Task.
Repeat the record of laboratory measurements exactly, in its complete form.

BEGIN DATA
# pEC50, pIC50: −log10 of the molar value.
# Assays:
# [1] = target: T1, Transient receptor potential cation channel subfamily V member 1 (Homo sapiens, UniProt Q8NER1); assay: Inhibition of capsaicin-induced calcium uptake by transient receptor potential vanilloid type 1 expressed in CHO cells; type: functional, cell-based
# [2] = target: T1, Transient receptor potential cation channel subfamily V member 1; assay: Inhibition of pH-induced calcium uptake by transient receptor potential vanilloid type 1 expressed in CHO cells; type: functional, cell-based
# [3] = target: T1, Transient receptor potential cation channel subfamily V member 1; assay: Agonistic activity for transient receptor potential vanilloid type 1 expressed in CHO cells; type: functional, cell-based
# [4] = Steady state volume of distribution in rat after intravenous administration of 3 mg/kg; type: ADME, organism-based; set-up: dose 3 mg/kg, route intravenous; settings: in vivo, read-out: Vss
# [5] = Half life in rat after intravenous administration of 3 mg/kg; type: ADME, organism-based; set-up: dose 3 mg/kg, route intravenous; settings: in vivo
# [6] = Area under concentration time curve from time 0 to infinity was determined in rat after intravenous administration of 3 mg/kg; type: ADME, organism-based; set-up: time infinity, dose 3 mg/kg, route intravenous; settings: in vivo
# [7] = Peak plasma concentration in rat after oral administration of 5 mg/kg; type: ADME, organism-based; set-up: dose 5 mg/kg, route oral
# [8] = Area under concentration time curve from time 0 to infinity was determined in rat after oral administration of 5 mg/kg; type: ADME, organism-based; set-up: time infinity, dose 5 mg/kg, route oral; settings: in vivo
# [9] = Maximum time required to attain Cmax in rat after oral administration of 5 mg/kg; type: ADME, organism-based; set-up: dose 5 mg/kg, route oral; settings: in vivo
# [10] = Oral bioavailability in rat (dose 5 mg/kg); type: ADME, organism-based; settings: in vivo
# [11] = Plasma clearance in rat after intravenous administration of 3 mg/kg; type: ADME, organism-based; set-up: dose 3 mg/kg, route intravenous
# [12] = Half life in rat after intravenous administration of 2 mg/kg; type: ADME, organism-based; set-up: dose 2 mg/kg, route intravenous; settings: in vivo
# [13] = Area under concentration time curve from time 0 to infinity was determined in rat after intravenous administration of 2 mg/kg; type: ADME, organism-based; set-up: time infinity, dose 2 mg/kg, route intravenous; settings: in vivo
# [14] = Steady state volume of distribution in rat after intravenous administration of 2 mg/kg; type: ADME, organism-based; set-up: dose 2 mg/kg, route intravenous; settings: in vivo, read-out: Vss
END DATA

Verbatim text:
# pEC50, pIC50: −log10 of the molar value.
# Assays:
# [1] = target: T1, Transient receptor potential cation channel subfamily V member 1 (Homo sapiens, UniProt Q8NER1); assay: Inhibition of capsaicin-induced calcium uptake by transient receptor potential vanilloid type 1 expressed in CHO cells; type: functional, cell-based
# [2] = target: T1, Transient receptor potential cation channel subfamily V member 1; assay: Inhibition of pH-induced calcium uptake by transient receptor potential vanilloid type 1 expressed in CHO cells; type: functional, cell-based
# [3] = target: T1, Transient receptor potential cation channel subfamily V member 1; assay: Agonistic activity for transient receptor potential vanilloid type 1 expressed in CHO cells; type: functional, cell-based
# [4] = Steady state volume of distribution in rat after intravenous administration of 3 mg/kg; type: ADME, organism-based; set-up: dose 3 mg/kg, route intravenous; settings: in vivo, read-out: Vss
# [5] = Half life in rat after intravenous administration of 3 mg/kg; type: ADME, organism-based; set-up: dose 3 mg/kg, route intravenous; settings: in vivo
# [6] = Area under concentration time curve from time 0 to infinity was determined in rat after intravenous administration of 3 mg/kg; type: ADME, organism-based; set-up: time infinity, dose 3 mg/kg, route intravenous; settings: in vivo
# [7] = Peak plasma concentration in rat after oral administration of 5 mg/kg; type: ADME, organism-based; set-up: dose 5 mg/kg, route oral
# [8] = Area under concentration time curve from time 0 to infinity was determined in rat after oral administration of 5 mg/kg; type: ADME, organism-based; set-up: time infinity, dose 5 mg/kg, route oral; settings: in vivo
# [9] = Maximum time required to attain Cmax in rat after oral administration of 5 mg/kg; type: ADME, organism-based; set-up: dose 5 mg/kg, route oral; settings: in vivo
# [10] = Oral bioavailability in rat (dose 5 mg/kg); type: ADME, organism-based; settings: in vivo
# [11] = Plasma clearance in rat after intravenous administration of 3 mg/kg; type: ADME, organism-based; set-up: dose 3 mg/kg, route intravenous
# [12] = Half life in rat after intravenous administration of 2 mg/kg; type: ADME, organism-based; set-up: dose 2 mg/kg, route intravenous; settings: in vivo
# [13] = Area under concentration time curve from time 0 to infinity was determined in rat after intravenous administration of 2 mg/kg; type: ADME, organism-based; set-up: time infinity, dose 2 mg/kg, route intravenous; settings: in vivo
# [14] = Steady state volume of distribution in rat after intravenous administration of 2 mg/kg; type: ADME, organism-based; set-up: dose 2 mg/kg, route intravenous; settings: in vivo, read-out: Vss